Earthquake Hazard Overview

Earthquake Overview

An earthquake occurs when a fault suddenly ruptures and releases elastic energy in the form of seismic waves. Rupture begins at the hypocenter (referred to as the epicenter at the surface). Seismic waves can also be generated by volcanic activity, mine blasts, and other natural and manmade sources, but are generally not strong enough to cause damage to the built environment. Magnitude is a measure of the size of an earthquake.

Earthquakes are caused by the slow movements of tectonic plates. Although most earthquakes, especially large ones (magnitude equal to or greater than 8.0), have occurred along plate boundaries, a few strong earthquakes have occurred in plate interiors.

Seismic hazard is the physical phenomenon of an earthquake that can cause damage to the built environment. When an earthquake (fault rupture) occurs, the rupture may continue to the surface and create a surface rupture hazard, which can damage any building or structure built on it. The fault rupture also generates strong seismic waves that propagate along the ground surface and create a ground-motion hazard that can damage or even collapse buildings and other structures.

Surface rupture and ground motion are the primary hazards generated directly by an earthquake. Not all earthquakes generate surface rupture, however; in particular. Ground-motion hazard can affect a large area and is responsible for the majority of the damage from an earthquake. Thus, ground-motion hazard from earthquakes is of major concern.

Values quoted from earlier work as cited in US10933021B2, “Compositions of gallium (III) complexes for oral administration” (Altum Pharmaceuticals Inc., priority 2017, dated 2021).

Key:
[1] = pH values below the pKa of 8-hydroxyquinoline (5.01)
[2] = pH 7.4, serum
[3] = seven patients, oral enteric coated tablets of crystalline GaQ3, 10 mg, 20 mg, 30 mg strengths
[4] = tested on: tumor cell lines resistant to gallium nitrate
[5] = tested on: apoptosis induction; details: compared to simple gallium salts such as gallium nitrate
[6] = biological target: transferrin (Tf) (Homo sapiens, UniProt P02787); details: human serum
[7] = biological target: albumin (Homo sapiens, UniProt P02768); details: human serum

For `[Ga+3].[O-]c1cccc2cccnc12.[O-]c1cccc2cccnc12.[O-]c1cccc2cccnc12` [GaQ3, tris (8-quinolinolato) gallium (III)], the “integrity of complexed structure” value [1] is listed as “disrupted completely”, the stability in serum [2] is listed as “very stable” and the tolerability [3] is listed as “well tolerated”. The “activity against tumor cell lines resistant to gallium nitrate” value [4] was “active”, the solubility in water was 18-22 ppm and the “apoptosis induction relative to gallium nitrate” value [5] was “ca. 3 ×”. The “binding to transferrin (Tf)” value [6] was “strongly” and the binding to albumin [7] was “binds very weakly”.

Earthquake Risk

The National Earthquake Hazards Reduction Program (NEHRP) leads the federal government’s efforts to reduce the fatalities, injuries and property losses caused by earthquakes. Congress established NEHRP in 1977, directing that four federal agencies coordinate their complementary activities to implement and maintain the program. These agencies are:

  • Federal Emergency Management Agency (FEMA)
  • National Institute of Standards and Technology (NIST)
  • National Science Foundation (NSF)
  • U.S. Geological Survey (USGS)

NEHRP also partners with state and local governments, universities, research centers, professional societies and trade associations and businesses.

Learn more about the National Earthquake Hazards Reduction Program (NEHRP).

Learn more from FEMA

What is the Kentucky Earthquake Risk?

Kentucky is affected by several seismic zones: the New Madrid and Wabash Valley Seismic Zones to the west and the Eastern Tennessee Seismic Zone to the east.

Earthquakes in Kentucky: Hazards, Mitigation, and Emergency Preparedness

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Produced by the KGS and KYEM.








Kentucky Earthquakes from KGS

Learn more about Kentucky Earthquakes from KGS


Earthquake Mitigation Activities Dashboard is Live!

The FEMA NEHRP State Assistance Grant Program makes funding available through annual, non-competitive grants for individual states and territories, and competitive grants to non-profit organizations and institutions of higher education. The purpose is to support the establishment of earthquake hazards reduction programs and the implementation of earthquake safety, mitigation, and resilience activities at the regional, state, and local level. 

The data detailed in the dashboard will be useful for the public to learn more about the earthquake mitigation activities completed over the country in the last several years and to assist State Earthquake Program Managers for ideas as they respond to the Individual State Earthquake Assistance (ISEA) Notice of Funding Opportunity (NOFO).  

For more information on FEMA’s NEHRP Program please visit:


State Hazard Mitigation PlanEarthquake Risk Assessment

Link to the State Hazard Mitigation PlanEarthquake Risk Assessment for details, maps and mitigation ideas.